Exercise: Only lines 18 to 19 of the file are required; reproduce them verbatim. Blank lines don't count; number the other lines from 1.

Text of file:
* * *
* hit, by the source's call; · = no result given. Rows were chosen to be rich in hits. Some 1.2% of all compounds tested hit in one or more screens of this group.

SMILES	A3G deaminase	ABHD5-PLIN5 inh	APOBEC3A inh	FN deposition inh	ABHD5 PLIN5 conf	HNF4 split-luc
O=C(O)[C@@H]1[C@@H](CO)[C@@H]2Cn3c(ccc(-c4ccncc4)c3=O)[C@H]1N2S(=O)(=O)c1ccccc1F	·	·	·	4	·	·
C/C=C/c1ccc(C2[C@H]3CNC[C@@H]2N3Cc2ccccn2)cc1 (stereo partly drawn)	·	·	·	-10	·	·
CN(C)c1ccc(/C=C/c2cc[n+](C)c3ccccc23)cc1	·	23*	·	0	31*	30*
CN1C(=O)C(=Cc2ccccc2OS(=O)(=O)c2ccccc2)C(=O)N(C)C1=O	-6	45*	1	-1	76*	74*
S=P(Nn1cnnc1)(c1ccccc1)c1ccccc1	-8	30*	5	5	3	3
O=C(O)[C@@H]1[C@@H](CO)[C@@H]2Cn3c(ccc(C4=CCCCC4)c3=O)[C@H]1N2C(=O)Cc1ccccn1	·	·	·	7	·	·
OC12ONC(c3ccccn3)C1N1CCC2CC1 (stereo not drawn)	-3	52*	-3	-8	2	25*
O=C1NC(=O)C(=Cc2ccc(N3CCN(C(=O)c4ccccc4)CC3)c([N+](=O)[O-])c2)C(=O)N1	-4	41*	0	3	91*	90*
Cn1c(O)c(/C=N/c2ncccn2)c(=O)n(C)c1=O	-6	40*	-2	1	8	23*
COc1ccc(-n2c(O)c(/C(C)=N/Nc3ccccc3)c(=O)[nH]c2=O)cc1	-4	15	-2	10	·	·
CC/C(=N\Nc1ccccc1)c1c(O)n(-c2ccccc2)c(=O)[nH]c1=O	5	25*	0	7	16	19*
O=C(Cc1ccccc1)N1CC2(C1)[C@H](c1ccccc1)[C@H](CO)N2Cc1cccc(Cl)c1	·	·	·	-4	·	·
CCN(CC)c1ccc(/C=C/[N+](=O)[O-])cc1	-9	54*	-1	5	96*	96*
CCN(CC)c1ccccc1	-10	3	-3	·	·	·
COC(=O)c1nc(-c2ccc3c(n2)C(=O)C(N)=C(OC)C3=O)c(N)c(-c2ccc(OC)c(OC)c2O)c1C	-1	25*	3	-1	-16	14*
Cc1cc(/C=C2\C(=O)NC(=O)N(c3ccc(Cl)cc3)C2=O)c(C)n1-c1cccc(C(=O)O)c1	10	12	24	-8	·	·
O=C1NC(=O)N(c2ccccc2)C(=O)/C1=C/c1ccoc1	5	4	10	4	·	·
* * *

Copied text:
Cc1cc(/C=C2\C(=O)NC(=O)N(c3ccc(Cl)cc3)C2=O)c(C)n1-c1cccc(C(=O)O)c1	10	12	24	-8	·	·
O=C1NC(=O)N(c2ccccc2)C(=O)/C1=C/c1ccoc1	5	4	10	4	·	·